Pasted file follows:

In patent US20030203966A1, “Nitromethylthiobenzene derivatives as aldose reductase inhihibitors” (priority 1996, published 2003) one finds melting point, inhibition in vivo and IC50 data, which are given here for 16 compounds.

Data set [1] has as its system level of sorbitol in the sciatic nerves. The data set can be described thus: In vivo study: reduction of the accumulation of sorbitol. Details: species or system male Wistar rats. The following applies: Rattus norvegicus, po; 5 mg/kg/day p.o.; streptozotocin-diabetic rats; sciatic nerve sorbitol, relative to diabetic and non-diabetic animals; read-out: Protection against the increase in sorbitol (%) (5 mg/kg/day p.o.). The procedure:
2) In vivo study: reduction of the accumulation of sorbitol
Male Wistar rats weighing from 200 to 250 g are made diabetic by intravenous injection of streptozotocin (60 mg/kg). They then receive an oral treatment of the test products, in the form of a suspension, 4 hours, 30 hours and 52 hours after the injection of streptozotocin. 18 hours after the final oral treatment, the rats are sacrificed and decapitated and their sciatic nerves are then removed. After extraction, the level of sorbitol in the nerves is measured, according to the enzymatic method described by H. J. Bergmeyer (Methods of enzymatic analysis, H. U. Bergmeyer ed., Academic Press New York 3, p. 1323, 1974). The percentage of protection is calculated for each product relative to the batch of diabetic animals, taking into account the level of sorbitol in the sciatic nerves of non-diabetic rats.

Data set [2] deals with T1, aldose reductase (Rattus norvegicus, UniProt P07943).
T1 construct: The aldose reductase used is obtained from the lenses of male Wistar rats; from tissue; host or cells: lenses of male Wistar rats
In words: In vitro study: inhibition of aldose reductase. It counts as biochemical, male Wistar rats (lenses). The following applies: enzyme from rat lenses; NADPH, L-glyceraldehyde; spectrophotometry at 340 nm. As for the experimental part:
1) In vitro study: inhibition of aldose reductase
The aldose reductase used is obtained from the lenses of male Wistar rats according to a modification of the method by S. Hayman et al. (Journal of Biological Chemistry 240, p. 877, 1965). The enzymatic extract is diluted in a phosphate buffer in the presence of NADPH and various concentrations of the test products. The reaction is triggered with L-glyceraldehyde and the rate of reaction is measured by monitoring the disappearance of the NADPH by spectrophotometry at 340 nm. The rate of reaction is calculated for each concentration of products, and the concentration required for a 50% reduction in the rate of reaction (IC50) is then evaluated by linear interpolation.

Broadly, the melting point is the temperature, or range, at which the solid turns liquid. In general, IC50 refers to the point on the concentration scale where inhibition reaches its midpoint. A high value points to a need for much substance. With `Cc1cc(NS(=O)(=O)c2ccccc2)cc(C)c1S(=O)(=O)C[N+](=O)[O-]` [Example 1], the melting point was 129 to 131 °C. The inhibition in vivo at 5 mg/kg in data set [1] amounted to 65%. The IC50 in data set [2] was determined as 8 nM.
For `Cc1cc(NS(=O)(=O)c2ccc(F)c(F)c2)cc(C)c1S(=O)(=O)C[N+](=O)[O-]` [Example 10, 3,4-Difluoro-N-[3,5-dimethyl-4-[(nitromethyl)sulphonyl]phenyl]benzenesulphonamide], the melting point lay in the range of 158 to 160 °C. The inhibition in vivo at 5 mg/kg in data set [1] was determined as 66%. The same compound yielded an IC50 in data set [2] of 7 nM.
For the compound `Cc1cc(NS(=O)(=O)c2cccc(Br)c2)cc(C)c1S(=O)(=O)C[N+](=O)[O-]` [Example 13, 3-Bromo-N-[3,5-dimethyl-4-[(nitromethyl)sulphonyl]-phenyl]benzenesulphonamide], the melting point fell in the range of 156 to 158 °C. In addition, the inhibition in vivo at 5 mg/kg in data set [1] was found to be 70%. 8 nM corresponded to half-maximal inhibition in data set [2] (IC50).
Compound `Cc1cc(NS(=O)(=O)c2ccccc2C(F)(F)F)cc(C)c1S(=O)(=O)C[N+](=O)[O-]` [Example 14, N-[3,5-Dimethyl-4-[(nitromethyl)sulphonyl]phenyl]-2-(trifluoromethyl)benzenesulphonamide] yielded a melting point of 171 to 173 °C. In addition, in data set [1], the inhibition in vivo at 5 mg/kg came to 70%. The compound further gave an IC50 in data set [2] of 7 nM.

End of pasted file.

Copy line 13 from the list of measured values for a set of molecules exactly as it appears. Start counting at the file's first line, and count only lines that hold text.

Compound `Cc1cc(NS(=O)(=O)c2ccccc2C(F)(F)F)cc(C)c1S(=O)(=O)C[N+](=O)[O-]` [Example 14, N-[3,5-Dimethyl-4-[(nitromethyl)sulphonyl]phenyl]-2-(trifluoromethyl)benzenesulphonamide] yielded a melting point of 171 to 173 °C. In addition, in data set [1], the inhibition in vivo at 5 mg/kg came to 70%. The compound further gave an IC50 in data set [2] of 7 nM.